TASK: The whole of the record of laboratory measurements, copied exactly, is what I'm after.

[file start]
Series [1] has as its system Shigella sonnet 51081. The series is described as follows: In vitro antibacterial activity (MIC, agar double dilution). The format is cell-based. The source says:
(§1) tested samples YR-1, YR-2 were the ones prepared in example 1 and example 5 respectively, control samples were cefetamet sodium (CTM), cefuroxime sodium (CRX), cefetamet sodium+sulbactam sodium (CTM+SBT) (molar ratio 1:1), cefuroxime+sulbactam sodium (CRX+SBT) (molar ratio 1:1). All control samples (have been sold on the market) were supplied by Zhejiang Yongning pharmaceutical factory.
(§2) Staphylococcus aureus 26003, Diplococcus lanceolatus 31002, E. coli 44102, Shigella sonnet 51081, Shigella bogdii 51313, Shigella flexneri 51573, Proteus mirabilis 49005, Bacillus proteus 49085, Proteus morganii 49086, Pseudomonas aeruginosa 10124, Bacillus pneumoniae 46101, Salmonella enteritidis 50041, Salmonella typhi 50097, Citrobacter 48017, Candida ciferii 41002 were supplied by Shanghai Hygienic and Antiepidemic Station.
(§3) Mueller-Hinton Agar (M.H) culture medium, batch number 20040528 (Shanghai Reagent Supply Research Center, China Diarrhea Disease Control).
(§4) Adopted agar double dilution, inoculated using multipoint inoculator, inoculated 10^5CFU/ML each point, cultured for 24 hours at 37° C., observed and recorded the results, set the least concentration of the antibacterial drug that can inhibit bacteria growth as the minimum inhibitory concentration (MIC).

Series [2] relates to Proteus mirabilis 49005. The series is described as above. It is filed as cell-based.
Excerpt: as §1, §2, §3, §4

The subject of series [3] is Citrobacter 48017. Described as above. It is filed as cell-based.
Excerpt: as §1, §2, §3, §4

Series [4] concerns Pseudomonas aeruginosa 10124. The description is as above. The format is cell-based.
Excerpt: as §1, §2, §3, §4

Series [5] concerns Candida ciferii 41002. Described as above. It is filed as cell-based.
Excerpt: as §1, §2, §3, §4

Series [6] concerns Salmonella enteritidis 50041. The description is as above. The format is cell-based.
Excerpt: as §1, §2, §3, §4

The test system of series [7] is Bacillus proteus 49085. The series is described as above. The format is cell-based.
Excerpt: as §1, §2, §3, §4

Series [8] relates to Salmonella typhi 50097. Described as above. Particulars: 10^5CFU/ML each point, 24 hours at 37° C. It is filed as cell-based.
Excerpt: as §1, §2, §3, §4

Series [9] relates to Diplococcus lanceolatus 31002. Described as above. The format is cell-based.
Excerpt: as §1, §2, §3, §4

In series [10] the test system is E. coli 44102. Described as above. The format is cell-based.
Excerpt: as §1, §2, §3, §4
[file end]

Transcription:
Series [1] has as its system Shigella sonnet 51081. The series is described as follows: In vitro antibacterial activity (MIC, agar double dilution). The format is cell-based. The source says:
(§1) tested samples YR-1, YR-2 were the ones prepared in example 1 and example 5 respectively, control samples were cefetamet sodium (CTM), cefuroxime sodium (CRX), cefetamet sodium+sulbactam sodium (CTM+SBT) (molar ratio 1:1), cefuroxime+sulbactam sodium (CRX+SBT) (molar ratio 1:1). All control samples (have been sold on the market) were supplied by Zhejiang Yongning pharmaceutical factory.
(§2) Staphylococcus aureus 26003, Diplococcus lanceolatus 31002, E. coli 44102, Shigella sonnet 51081, Shigella bogdii 51313, Shigella flexneri 51573, Proteus mirabilis 49005, Bacillus proteus 49085, Proteus morganii 49086, Pseudomonas aeruginosa 10124, Bacillus pneumoniae 46101, Salmonella enteritidis 50041, Salmonella typhi 50097, Citrobacter 48017, Candida ciferii 41002 were supplied by Shanghai Hygienic and Antiepidemic Station.
(§3) Mueller-Hinton Agar (M.H) culture medium, batch number 20040528 (Shanghai Reagent Supply Research Center, China Diarrhea Disease Control).
(§4) Adopted agar double dilution, inoculated using multipoint inoculator, inoculated 10^5CFU/ML each point, cultured for 24 hours at 37° C., observed and recorded the results, set the least concentration of the antibacterial drug that can inhibit bacteria growth as the minimum inhibitory concentration (MIC).

Series [2] relates to Proteus mirabilis 49005. The series is described as above. It is filed as cell-based.
Excerpt: as §1, §2, §3, §4

The subject of series [3] is Citrobacter 48017. Described as above. It is filed as cell-based.
Excerpt: as §1, §2, §3, §4

Series [4] concerns Pseudomonas aeruginosa 10124. The description is as above. The format is cell-based.
Excerpt: as §1, §2, §3, §4

Series [5] concerns Candida ciferii 41002. Described as above. It is filed as cell-based.
Excerpt: as §1, §2, §3, §4

Series [6] concerns Salmonella enteritidis 50041. The description is as above. The format is cell-based.
Excerpt: as §1, §2, §3, §4

The test system of series [7] is Bacillus proteus 49085. The series is described as above. The format is cell-based.
Excerpt: as §1, §2, §3, §4

Series [8] relates to Salmonella typhi 50097. Described as above. Particulars: 10^5CFU/ML each point, 24 hours at 37° C. It is filed as cell-based.
Excerpt: as §1, §2, §3, §4

Series [9] relates to Diplococcus lanceolatus 31002. Described as above. The format is cell-based.
Excerpt: as §1, §2, §3, §4

In series [10] the test system is E. coli 44102. Described as above. The format is cell-based.
Excerpt: as §1, §2, §3, §4